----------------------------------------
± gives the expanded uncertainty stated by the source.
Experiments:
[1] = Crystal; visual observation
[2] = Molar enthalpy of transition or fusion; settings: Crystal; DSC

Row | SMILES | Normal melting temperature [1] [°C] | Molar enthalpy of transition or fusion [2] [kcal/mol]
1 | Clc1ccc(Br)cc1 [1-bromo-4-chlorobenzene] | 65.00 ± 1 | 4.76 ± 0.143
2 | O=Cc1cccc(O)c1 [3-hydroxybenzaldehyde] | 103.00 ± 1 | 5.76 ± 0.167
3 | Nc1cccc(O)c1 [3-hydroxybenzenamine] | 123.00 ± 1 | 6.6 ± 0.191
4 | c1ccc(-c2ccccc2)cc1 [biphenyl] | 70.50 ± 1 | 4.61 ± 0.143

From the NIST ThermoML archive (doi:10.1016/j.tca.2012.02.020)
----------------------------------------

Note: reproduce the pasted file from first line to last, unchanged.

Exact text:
± gives the expanded uncertainty stated by the source.
Experiments:
[1] = Crystal; visual observation
[2] = Molar enthalpy of transition or fusion; settings: Crystal; DSC

Row | SMILES | Normal melting temperature [1] [°C] | Molar enthalpy of transition or fusion [2] [kcal/mol]
1 | Clc1ccc(Br)cc1 [1-bromo-4-chlorobenzene] | 65.00 ± 1 | 4.76 ± 0.143
2 | O=Cc1cccc(O)c1 [3-hydroxybenzaldehyde] | 103.00 ± 1 | 5.76 ± 0.167
3 | Nc1cccc(O)c1 [3-hydroxybenzenamine] | 123.00 ± 1 | 6.6 ± 0.191
4 | c1ccc(-c2ccccc2)cc1 [biphenyl] | 70.50 ± 1 | 4.61 ± 0.143

From the NIST ThermoML archive (doi:10.1016/j.tca.2012.02.020)